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Charles Mingus: Tijuana Moods

Track List

>Dizzy Moods
>Ysabel's Table Dance
>Tijuana Gift Shop
>Mariachis, Los
>Colloquial Dream, A

Album Reviews:

Down Beat (p.80) - 4 stars out of 5 -- "[TIJUANA MOODS is] the 1957 masterpiece on which Mingus asserts full control over his longform chops."

Down Beat (3/97, p.59) - 4 Stars (out of 5) - "...features...some of Mingus' most important compositions..."

Down Beat (8/30/62) - 5 Stars.

Down Beat (12/01, p.90) - 4.5 stars out of 5 - "...This collection allows us to observe Mingus in the midst of his truly creative process..."f Uncut (8/01, p.96) - 5 stars out of 5 - "...[A] mindblowing collection....Its breathtaking scope prefigures many innovations made under the rock rubric in the Sixties..."

Highly Recommended

Album Notes

Personnel: Charles Mingus (bass); Lonnie Elder (vocals); Shafi Hadi (alto saxophone); Clarence Shaw (trumpet); Jimmy Knepper (trombone); Bill Triglia (piano); Danny Richmond (drums); Ysabel Morel (castanets); Frankie Dunlop (percussion).

Reissue producer: John Snyder.

Recorded at RCA Victor's Studio A, New York, New York on July 18 & August 6, 1957. Includes liner notes by Charles Mingus, Martin Williams and Ed Michel.

Personnel: Charles Mingus (vocals, bass); Ysabel Morel (vocals); Lonnie Felder (spoken vocals); Shafi Hadi (alto & tenor saxophones); Clarence Shaw (trumpet); Jimmy Knepper (trombone); Bill Triglia (piano); Dannie Richmond (drums); Frankie Dunlop (castanets).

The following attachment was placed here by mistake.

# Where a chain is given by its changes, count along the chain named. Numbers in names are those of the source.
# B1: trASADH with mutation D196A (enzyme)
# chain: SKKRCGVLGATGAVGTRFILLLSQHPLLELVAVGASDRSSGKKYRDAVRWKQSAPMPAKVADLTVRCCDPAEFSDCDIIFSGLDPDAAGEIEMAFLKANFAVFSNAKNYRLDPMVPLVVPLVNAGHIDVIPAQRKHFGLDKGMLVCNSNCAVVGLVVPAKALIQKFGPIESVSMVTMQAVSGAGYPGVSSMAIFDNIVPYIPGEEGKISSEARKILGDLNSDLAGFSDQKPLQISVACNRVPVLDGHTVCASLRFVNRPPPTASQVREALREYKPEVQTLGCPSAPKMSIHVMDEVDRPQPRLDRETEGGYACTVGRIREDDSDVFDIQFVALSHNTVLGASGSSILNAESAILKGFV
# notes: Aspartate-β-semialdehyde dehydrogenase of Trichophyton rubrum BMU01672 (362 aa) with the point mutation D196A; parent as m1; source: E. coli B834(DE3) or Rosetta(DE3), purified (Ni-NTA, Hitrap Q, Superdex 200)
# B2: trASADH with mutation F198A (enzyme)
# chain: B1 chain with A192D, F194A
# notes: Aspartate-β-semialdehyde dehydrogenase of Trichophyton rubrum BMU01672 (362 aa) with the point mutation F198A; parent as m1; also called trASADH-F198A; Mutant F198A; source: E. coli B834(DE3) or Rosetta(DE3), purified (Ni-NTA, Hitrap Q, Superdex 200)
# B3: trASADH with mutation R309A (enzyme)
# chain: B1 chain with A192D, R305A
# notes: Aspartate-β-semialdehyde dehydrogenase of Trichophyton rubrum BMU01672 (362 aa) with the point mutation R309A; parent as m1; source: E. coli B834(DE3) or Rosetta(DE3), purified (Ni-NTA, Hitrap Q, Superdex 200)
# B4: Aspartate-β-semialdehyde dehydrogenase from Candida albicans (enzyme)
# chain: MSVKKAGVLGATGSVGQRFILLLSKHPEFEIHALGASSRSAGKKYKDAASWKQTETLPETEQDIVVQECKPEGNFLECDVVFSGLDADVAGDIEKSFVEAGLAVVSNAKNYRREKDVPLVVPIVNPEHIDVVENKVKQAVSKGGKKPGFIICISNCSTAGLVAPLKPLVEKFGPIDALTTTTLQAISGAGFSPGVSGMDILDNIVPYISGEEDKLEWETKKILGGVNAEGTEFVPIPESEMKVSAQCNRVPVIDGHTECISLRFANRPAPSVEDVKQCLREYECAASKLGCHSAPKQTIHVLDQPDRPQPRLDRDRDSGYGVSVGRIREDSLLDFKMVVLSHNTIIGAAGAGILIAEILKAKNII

Producer: Bob Rolontz.

Recorded at RCA Studio A, New York, New York on July 18 and August 6, 1957. Originally released on RCA (2533).

Charles Mingus has been quoted as saying that this is the best album he ever made, and that's recommendation enough. The second song alone, "Ysabel's Table Dance," is a brilliant blending of Latin rhythms and Mingus jazz that even the most casual listener will find entrancing--10-plus minutes of castanet-frenzied joy make one yearn to see what Mingus and his running buddies encountered in Mexico. (The bassist wrote that he took the trip to Tijuana "minus a wife" specifically to lose himself, and instead found music and sights to inspire a masterpiece.) "Los Mariachis (The Street Musicians)" manages to evoke both intimate moments with its unaccompanied solos and the enforced fun and bounce that street musicians must employ to earn their bread. "Dizzy Moods" doffs a cap to Dizzy Gillespie's own forays into Latin music, and the riff of "Tijuana Gift Shop" sets up a galloping tune that suggests the excitement a tourist feels in any authentic, potently exotic locale.


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